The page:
When the Tesla Model X launched nearly three years ago, it was the only option for buyers who wanted an all-electric luxury SUV with enough range for a week of commuting or a weekend getaway.
Buttressed by the prestige of the startup’s flagship Model S sedan, the Model X dominated the segment as its sole player even as it suffered complaints over design flaws and build quality.
Enter the Jaguar I-Pace, the market’s second luxury SUV to run on battery power and the first from a major automaker. The five-passenger crossover will arrive at dealerships later this year as a sleek, 394-horsepower alternative to the Model X.
Using a 90 kilowatt-hour lithium-ion battery powering a pair of electric motors, the I-Pace delivers an estimated electric range of 240 miles. (The Model X gets about 237 to 295 miles depending on the trim.)
Jaguar, a brand owned by Jaguar Land Rover, developed the I-Pace after showing it as a concept at the 2016 Los Angeles Auto Show. Industry watchers marveled that a relatively small car company without the global resources of Daimler, for example, could be the first to take on Tesla.
Jaguar’s model won’t be the sole challenger to the Model X for long. It’s the first in a parade of forthcoming rivals as the cost of batteries drops and consumer demand grows. The industry expects a slew of all-electric SUVs from Porsche, Mercedes-Benz, Audi and BMW as well as Tesla’s planned compact crossover, known as the Model Y, over the next few years.
“That space is going to get a lot more crowded in the next five years, and we know that,” said Stuart Schorr, vice president of communications for Jaguar Land Rover North America, at the global launch event for the I-Pace in southern Portugal.
The I-Pace is Jaguar’s third SUV following the launch of its flagship F-Pace and compact E-Pace crossovers. The F-Pace catapulted to the top of the brand’s lineup shortly after its 2016 debut and boosted its sales by more than double.
But the marketing challenge for this newest model is different, Schorr said.
As the first major automaker to produce an all-electric luxury crossover, Jaguar Land Rover faces a unique challenge: how to market it. Will market share come from Tesla customers, Tesla holdouts or people who haven’t even considered an EV before?
In the meantime, until the crop of electric competitors launches, Jaguar said it’s competing against the high-performance versions of familiar SUV nameplates such as the Model X 100D, Porsche Cayenne S and Porsche Macan GTS.
A couple of days behind the wheel of the I-Pace, which comes standard with all-wheel drive, validates Jaguar’s claim. Even though it establishes a new mid-size premium battery-electric vehicle segment, it still drives like a sports car, as proven by a back-to-back comparison lap with Jaguar’s F-Type halo car on Portugal’s Autodromo do Algarve race track.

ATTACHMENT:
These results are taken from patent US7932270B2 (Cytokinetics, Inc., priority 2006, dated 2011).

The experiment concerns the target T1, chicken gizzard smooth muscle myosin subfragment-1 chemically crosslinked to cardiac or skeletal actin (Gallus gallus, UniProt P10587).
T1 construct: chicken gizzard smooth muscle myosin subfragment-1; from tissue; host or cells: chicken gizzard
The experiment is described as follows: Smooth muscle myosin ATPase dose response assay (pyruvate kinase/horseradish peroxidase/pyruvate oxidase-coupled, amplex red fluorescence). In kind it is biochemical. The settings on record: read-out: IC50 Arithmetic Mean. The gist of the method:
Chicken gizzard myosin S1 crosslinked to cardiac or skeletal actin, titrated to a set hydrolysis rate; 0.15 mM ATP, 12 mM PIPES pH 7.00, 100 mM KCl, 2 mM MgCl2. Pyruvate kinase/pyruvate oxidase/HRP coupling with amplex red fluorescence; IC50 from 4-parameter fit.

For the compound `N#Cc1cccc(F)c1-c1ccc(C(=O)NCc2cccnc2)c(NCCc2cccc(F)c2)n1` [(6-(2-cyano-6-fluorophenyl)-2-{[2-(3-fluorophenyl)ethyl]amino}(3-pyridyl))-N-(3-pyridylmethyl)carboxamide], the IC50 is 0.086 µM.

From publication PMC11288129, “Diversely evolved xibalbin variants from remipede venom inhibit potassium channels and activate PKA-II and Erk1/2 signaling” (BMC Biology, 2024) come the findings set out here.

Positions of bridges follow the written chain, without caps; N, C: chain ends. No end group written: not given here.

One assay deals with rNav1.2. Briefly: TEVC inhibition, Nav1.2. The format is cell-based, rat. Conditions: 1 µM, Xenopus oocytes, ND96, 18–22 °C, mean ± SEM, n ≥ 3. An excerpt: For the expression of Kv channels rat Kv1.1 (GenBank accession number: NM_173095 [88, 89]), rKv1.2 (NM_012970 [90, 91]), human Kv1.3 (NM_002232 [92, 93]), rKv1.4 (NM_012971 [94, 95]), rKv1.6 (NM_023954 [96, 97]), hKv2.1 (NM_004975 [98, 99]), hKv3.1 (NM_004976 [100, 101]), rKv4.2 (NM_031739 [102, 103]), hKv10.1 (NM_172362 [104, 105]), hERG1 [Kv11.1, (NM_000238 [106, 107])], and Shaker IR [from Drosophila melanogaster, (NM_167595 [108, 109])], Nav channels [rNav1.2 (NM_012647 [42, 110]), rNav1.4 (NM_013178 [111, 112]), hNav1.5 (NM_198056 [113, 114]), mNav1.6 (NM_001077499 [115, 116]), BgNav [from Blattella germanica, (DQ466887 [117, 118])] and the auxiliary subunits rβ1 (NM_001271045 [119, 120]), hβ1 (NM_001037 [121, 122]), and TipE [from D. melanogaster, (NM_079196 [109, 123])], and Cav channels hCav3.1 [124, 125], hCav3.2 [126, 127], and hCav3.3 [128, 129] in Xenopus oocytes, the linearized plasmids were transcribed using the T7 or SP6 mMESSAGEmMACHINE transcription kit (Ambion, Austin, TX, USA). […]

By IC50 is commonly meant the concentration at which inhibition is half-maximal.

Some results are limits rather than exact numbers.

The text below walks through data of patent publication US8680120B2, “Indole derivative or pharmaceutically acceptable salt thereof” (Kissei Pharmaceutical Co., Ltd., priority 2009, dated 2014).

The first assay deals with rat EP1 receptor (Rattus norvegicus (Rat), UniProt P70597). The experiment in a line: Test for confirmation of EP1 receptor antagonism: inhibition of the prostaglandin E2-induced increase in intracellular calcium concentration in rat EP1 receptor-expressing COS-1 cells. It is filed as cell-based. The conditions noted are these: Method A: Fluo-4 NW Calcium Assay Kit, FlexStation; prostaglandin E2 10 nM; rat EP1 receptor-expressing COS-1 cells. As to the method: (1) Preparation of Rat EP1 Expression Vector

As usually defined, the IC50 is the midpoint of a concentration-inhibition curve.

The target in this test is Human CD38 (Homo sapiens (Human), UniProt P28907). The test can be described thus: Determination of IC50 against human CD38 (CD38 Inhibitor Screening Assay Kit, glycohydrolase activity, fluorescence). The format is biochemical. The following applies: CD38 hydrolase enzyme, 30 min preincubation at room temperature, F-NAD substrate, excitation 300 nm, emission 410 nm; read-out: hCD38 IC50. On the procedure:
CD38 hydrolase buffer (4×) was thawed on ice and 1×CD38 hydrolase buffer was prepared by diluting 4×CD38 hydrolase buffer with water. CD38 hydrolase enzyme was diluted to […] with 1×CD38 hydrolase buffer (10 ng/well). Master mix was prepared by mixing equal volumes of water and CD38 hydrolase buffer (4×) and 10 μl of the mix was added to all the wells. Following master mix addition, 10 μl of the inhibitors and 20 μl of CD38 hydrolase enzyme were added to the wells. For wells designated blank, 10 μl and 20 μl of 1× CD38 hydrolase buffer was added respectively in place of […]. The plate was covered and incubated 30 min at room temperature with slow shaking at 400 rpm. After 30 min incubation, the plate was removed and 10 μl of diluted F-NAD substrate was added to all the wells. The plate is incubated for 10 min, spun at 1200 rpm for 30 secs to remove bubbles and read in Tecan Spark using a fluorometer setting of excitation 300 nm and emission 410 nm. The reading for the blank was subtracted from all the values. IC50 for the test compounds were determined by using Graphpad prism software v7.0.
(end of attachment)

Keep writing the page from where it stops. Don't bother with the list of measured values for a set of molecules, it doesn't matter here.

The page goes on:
It zips from 0 to 60 in 4.5 seconds, hits a top speed of 124 mph and comfortably handles the challenging, 2.91-mile circuit’s undulations and tight turns, boosted by the instant torque of its electric motors.
Its performance also is near-Land Rover levels on road, off road or in water but with the stealth of a silent EV. On the drive to the track, the SUV waded through a muddy ravine, climbed up a steep mountain path and descended the other side with confidence. On the pavement, it also accelerated, merged and passed other cars with the speed and dexterity of a sedan.
Sleek as a sports car and muscular as a traditional SUV, the I-Pace hews to the Pace family’s “cab-forward, coupe-like silhouette,” according to its designers. But its powertrain helped “liberate” the SUV from typical constraints, they said.
The battery pack is centered between the two axles, which allows for a 50:50 weight distribution, lower center of gravity and more interior space within a smaller overall footprint. The position of the motors also allows for a short hood and rear overhangs. Together, these elements conjure the sporty essence of the Jaguar C-X75, the automaker’s 2010 mid-engine supercar concept.
And despite its performance chops, the I-Pace is making a foray into the autonomous movement, gearing up to join Waymo’s fleet as its first premium self-driving electric vehicle.
Though the 2019 model won’t be offered with any fully autonomous features, it’s the first Jaguar Land Rover vehicle available with adaptive cruise control and steering assist, which centers the vehicle in the lane.
The I-Pace will debut with an Amazon Alexa Skill, allowing users to ask questions about the vehicle based on information held in the Jaguar InControl Remote mobile app. A battery pre-conditioning system allows the crossover to reach a pre-set temperature ahead of time, maximizing range by precluding the need to draw power from the on-board battery. The I-Pace also can optimize the driver’s route to conserve battery power, adapt to driving habits using artificial intelligence machine learning and update its software over the air.
The 2019 I-Pace will be available in a trio of trims, as well as a First Edition model available for the first year only.
Covered by an eight-year warranty, the I-Pace’s lithium-ion battery can achieve an 80 percent charge in 40 minutes using a 100kW DC fast charger. Home charging with a traditional 230-volt AC wall box takes a little longer — just over 10 hours — but should leave drivers with a fully juiced battery by morning.
Before government incentives, the starting price is $69,500. That’s $10,000 less than the Model X.
Editor’s note: To facilitate this report, Trucks.com attended an event where Jaguar Land Rover hosted travel and lodging.